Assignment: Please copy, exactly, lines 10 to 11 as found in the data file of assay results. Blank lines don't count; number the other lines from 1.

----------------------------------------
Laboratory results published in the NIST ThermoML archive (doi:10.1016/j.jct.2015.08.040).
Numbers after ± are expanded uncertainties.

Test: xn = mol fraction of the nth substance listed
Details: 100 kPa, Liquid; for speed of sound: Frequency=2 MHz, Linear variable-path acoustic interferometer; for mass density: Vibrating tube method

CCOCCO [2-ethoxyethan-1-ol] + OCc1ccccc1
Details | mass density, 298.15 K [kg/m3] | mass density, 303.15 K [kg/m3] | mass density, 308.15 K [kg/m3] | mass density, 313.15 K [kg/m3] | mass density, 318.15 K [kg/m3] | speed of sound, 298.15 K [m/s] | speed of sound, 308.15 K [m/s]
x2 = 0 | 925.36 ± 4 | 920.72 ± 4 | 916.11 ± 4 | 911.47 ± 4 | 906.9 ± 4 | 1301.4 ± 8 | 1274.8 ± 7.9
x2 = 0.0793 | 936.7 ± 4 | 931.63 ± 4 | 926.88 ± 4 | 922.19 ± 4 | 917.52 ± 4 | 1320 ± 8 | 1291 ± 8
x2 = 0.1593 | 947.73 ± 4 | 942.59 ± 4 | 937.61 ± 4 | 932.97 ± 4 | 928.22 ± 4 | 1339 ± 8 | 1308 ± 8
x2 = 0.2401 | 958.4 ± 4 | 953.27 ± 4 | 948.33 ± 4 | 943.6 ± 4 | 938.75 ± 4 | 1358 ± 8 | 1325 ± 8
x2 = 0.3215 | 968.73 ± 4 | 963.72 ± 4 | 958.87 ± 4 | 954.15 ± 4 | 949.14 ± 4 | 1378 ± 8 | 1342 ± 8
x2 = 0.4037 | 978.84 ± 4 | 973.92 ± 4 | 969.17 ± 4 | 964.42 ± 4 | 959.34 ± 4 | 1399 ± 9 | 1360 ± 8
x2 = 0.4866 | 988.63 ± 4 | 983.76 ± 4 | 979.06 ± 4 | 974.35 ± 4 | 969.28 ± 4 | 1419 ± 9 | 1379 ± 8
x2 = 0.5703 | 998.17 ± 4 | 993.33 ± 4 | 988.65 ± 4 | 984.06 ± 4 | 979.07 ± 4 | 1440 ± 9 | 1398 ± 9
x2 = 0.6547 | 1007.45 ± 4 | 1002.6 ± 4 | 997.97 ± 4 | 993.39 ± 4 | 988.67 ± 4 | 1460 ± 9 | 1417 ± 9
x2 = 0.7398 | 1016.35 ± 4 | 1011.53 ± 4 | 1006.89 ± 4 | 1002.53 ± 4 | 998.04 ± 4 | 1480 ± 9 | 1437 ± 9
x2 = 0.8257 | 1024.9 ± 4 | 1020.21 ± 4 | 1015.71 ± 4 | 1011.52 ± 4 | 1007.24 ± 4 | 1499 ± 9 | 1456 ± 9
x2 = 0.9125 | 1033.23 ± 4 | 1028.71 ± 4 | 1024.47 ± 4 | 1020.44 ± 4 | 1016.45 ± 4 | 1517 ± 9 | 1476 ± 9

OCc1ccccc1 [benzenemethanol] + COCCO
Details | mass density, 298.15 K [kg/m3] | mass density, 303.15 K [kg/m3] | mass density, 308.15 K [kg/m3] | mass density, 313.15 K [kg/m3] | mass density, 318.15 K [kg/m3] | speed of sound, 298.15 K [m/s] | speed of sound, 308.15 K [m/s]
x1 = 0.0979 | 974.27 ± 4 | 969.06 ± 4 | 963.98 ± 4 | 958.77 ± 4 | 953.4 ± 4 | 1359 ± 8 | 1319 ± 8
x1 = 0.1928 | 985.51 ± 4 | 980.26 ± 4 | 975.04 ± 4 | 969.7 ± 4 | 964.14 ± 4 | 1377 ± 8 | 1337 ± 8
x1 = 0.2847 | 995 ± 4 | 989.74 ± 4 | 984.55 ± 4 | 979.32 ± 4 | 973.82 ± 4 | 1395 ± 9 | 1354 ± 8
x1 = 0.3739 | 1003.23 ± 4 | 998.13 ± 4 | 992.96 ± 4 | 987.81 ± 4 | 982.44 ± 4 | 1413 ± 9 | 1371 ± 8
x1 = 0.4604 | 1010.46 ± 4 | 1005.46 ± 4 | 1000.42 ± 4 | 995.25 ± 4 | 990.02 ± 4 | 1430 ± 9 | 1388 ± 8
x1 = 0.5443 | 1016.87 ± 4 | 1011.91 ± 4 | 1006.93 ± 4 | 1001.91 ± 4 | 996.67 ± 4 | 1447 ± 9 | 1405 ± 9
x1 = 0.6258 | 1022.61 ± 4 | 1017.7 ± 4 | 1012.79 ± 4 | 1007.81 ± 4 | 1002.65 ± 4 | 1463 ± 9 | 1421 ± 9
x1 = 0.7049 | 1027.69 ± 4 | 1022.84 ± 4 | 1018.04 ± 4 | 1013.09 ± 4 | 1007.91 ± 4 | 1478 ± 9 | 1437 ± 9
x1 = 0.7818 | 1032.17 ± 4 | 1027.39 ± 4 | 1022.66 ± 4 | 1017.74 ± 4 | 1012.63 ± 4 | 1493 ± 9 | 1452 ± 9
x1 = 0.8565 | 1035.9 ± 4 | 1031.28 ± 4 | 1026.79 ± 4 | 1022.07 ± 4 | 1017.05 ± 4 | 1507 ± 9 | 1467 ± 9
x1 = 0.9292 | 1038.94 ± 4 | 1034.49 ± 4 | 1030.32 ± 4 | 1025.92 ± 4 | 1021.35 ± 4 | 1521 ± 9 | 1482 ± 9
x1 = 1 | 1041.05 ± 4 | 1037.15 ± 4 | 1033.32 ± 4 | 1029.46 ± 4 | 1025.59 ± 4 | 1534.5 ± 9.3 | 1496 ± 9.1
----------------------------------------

x2 = 0.2401 | 958.4 ± 4 | 953.27 ± 4 | 948.33 ± 4 | 943.6 ± 4 | 938.75 ± 4 | 1358 ± 8 | 1325 ± 8
x2 = 0.3215 | 968.73 ± 4 | 963.72 ± 4 | 958.87 ± 4 | 954.15 ± 4 | 949.14 ± 4 | 1378 ± 8 | 1342 ± 8